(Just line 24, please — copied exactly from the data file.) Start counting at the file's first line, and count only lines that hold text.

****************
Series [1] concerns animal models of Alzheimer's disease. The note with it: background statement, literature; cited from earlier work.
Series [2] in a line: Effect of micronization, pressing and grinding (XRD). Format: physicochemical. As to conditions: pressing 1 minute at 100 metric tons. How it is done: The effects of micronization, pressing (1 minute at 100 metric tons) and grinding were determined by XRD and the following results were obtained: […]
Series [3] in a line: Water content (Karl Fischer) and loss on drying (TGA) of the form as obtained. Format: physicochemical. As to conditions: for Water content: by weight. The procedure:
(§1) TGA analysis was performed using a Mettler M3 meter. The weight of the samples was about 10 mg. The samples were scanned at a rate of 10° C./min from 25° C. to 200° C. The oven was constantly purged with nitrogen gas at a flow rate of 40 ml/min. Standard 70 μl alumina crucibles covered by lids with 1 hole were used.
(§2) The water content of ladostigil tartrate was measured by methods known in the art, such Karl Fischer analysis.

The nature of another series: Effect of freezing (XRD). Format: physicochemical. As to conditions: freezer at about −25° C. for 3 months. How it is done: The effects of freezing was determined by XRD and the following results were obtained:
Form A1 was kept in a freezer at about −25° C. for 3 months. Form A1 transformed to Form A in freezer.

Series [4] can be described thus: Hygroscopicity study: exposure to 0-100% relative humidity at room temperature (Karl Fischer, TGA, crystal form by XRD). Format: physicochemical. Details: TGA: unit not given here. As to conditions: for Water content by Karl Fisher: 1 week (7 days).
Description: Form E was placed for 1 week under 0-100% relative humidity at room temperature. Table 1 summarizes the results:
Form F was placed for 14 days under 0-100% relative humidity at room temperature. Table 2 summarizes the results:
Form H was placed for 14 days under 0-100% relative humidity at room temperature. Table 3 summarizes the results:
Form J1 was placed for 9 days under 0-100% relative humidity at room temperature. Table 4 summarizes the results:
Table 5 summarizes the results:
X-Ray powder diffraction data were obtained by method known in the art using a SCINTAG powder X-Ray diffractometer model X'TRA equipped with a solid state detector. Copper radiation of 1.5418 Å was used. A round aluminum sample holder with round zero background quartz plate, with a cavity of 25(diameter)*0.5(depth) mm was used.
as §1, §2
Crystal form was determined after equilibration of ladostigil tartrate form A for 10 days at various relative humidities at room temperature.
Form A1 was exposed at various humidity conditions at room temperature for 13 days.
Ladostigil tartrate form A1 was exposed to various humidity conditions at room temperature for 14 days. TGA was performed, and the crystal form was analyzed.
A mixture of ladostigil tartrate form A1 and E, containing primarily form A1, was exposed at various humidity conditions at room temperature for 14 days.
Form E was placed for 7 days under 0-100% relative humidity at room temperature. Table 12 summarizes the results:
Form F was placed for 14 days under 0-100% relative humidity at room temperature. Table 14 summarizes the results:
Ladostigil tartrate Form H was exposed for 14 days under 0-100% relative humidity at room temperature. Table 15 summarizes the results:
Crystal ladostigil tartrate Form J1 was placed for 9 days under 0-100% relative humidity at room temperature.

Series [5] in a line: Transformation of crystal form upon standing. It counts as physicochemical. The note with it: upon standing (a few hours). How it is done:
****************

Series [5] in a line: Transformation of crystal form upon standing. It counts as physicochemical. The note with it: upon standing (a few hours). How it is done: